This quickly brings to mind a report released this week by expert scholars at the Urban Institute. In a series of essays, the experts attempt to answer the question:
How can solutions to our national and state budget crises fit the facts about children in the United States?
Some key quotes:
“The nation’s budget reflects the nation’s priorities. Ours makes it clear that children, investment, and, more generally, posterity rank low.” —Eugene Steuerle
“Today’s children will be tomorrow’s workers, replacing the baby boomers and their echo. An objective assessment of their prospects points to the conclusion that, without a significant investment in today’s children now, many of tomorrow’s workers will lack the skills needed to compete successfully in the increasingly competitive global economy.” — Robert Reischauer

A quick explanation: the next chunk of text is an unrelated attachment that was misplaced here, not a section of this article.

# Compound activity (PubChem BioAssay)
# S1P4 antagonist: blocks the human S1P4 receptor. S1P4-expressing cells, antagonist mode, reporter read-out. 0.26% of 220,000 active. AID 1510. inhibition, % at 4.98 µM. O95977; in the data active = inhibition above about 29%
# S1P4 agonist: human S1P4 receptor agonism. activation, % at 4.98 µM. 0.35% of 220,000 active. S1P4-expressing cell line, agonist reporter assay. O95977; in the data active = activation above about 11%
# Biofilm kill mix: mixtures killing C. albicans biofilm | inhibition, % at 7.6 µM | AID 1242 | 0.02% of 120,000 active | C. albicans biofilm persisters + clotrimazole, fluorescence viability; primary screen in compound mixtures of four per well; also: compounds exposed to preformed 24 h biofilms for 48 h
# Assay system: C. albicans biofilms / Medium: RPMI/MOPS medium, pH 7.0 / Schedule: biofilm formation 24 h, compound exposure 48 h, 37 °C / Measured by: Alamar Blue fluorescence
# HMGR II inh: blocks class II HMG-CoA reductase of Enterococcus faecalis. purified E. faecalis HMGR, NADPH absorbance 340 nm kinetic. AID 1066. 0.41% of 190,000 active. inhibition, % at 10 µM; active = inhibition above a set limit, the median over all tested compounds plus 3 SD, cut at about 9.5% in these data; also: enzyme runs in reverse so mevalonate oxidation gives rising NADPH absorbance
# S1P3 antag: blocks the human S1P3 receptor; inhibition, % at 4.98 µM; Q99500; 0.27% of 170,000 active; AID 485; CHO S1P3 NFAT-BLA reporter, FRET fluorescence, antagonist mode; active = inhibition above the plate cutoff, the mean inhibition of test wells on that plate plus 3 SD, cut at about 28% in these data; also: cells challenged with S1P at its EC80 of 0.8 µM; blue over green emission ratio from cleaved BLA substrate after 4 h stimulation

“Unfortunately, the investment in the youngest children is probably far too low. Total public spending per child in elementary school is double that per child under age three, even though research suggests that spending on child development, health, and nutrition in these early years can cost-effectively prepare them for school and help avert later high public cost.” — Olivia Golden
They also discussed the issue in a forum on CSPAN yesterday.
So now speaking as a realtor, I ask: we have huge challenges in today’s housing market. If these kids represent future homeowners, and we are shortchanging them, what does this mean for our future real estate market, an important engine of our economy?